A dark web seller has offered for sale in exchange for bitcoin, 100 million personal records stolen from T-Mobile data systems. The most worrying part of this data theft is the breadth of the data stolen. It covers T-Mobile phone customers Social Security numbers, driver's license numbers, phone numbers, address details as well as the user's unique PIN used by T-Mobile to identify the phone service subscriber. As of August 18, 2021, T-Mobile is advising its pre-paid customers to change their PINs.
T-Mobile has confirmed the large size of the stolen information. According to a Yahoo! Finance article, "Roughly 47.8 million current and former or prospective customers have been affected by the cyberattack on its systems," T-Mobile confirmed on Wednesday. This is nearly half of what is being claimed to be available on the dark web by the data thieves who say they have 100 million customer records.
According to a statement released by T-Mobile today, it is saying the data stolen includes personal information including the first and last names, date of birth, SSN, and driver’s license/ID information for a "subset of customers." According to the Yahoo! Finance article, "So far, T-Mobile said it does not have any indication that the stolen files contain phone numbers, account numbers, passwords or financial information." This is contrary to what a dark web seller of the data is stating. This seller, who is asking for $270,000 worth of bitcoin for 30 million T-Mobile users' information, says the information he or she is selling does contain phone numbers as well as network identifier numbers for each user’s mobile phone number.
For the banking industry, this breach once again highlights the unreliability of Social Security and driver's license numbers and data points found on driver's licenses such as Dates Of Birth and home addresses, as factors for identifying a bank or credit card customer.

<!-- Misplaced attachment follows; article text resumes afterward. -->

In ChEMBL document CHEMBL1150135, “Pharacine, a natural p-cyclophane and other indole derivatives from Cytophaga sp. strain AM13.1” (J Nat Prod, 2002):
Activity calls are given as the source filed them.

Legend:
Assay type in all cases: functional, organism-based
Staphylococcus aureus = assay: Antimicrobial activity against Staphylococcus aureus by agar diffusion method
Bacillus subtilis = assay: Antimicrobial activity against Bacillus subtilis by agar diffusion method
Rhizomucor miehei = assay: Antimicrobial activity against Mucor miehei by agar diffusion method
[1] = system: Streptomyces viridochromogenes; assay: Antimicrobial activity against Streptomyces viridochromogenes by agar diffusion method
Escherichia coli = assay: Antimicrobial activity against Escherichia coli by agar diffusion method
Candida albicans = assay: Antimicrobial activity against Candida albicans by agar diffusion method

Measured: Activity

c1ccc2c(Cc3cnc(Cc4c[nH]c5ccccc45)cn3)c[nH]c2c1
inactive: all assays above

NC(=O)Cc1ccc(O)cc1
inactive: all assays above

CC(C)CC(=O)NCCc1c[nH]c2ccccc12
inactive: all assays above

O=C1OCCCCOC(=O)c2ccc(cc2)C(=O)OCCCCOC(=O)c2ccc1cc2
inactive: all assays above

The opening of false new accounts including credit card accounts using what is called “synthetic identities” based on stolen identity markers will now see a spike along with identity theft touching home mortgages and many other aspects of the financial community.
We believe that this data breach along with a decade of serious other identity data breaches, has made the strongest case for the adoption of real time live biometrics for the identification of financial services users for such things as credit and debit card transactions, said today the President and CEO of SmartMetric, Chaya Hendrick.
In the statement T-Mobile announced its confidence that the entry point used to gain access to the data has been closed. This is an admittance that their systems were breached. The appearance within hours of the T-Mobile customer data for sale on the dark web gives evidence to the type and breadth of the actual data stolen.
SmartMetric is the manufacturer of fingerprint biometric secured credit and debit cards. The SmartMetric biometric cards have a fully functional fingerprint scanner built inside the card that is used to scan the card users’ biometrics in order to identify the legitimacy of the card user.
The SmartMetric card is being put forward for biometric card testing and approval by one of the world's largest credit and debit card payments networks. This will allow the SmartMetric card to be used by card issuers and banks around the world over the international payments network. Also allowing these same financial institutions to purchase the SmartMetric card and issue it as the next generation safer credit and debit card for their customers.
SmartMetric has issued patents and patents pending surrounding its biometric card technology.
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